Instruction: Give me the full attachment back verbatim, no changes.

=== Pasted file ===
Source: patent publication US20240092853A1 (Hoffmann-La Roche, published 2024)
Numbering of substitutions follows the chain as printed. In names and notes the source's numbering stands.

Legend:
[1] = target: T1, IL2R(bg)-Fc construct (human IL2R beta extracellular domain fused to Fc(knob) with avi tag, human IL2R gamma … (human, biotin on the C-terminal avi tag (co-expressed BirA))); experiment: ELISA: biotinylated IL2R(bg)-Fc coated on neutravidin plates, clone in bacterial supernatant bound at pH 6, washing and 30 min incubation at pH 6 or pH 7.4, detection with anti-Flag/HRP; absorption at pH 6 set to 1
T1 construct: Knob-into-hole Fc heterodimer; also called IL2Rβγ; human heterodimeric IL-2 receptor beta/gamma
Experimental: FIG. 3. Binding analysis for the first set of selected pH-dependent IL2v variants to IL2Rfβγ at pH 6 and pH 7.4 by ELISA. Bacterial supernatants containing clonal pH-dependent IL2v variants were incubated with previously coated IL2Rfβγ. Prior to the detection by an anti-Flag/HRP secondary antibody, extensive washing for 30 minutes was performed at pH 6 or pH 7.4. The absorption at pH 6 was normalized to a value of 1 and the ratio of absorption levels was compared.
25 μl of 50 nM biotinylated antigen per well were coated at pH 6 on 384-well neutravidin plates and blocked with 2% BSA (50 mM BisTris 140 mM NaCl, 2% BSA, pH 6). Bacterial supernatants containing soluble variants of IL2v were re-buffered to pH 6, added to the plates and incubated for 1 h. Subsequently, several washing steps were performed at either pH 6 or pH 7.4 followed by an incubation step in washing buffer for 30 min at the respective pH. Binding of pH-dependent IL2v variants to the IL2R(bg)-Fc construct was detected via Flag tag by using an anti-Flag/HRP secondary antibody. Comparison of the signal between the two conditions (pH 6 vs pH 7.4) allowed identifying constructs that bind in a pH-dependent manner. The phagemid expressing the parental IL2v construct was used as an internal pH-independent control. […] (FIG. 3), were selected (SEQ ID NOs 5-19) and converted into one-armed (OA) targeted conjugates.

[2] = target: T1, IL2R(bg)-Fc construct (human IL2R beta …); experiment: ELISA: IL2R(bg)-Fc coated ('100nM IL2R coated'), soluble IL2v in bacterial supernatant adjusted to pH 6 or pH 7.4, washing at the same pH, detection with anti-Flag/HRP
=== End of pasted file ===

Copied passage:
Source: patent publication US20240092853A1 (Hoffmann-La Roche, published 2024)
Numbering of substitutions follows the chain as printed. In names and notes the source's numbering stands.

Legend:
[1] = target: T1, IL2R(bg)-Fc construct (human IL2R beta extracellular domain fused to Fc(knob) with avi tag, human IL2R gamma … (human, biotin on the C-terminal avi tag (co-expressed BirA))); experiment: ELISA: biotinylated IL2R(bg)-Fc coated on neutravidin plates, clone in bacterial supernatant bound at pH 6, washing and 30 min incubation at pH 6 or pH 7.4, detection with anti-Flag/HRP; absorption at pH 6 set to 1
T1 construct: Knob-into-hole Fc heterodimer; also called IL2Rβγ; human heterodimeric IL-2 receptor beta/gamma
Experimental: FIG. 3. Binding analysis for the first set of selected pH-dependent IL2v variants to IL2Rfβγ at pH 6 and pH 7.4 by ELISA. Bacterial supernatants containing clonal pH-dependent IL2v variants were incubated with previously coated IL2Rfβγ. Prior to the detection by an anti-Flag/HRP secondary antibody, extensive washing for 30 minutes was performed at pH 6 or pH 7.4. The absorption at pH 6 was normalized to a value of 1 and the ratio of absorption levels was compared.
25 μl of 50 nM biotinylated antigen per well were coated at pH 6 on 384-well neutravidin plates and blocked with 2% BSA (50 mM BisTris 140 mM NaCl, 2% BSA, pH 6). Bacterial supernatants containing soluble variants of IL2v were re-buffered to pH 6, added to the plates and incubated for 1 h. Subsequently, several washing steps were performed at either pH 6 or pH 7.4 followed by an incubation step in washing buffer for 30 min at the respective pH. Binding of pH-dependent IL2v variants to the IL2R(bg)-Fc construct was detected via Flag tag by using an anti-Flag/HRP secondary antibody. Comparison of the signal between the two conditions (pH 6 vs pH 7.4) allowed identifying constructs that bind in a pH-dependent manner. The phagemid expressing the parental IL2v construct was used as an internal pH-independent control. […] (FIG. 3), were selected (SEQ ID NOs 5-19) and converted into one-armed (OA) targeted conjugates.

[2] = target: T1, IL2R(bg)-Fc construct (human IL2R beta …); experiment: ELISA: IL2R(bg)-Fc coated ('100nM IL2R coated'), soluble IL2v in bacterial supernatant adjusted to pH 6 or pH 7.4, washing at the same pH, detection with anti-Flag/HRP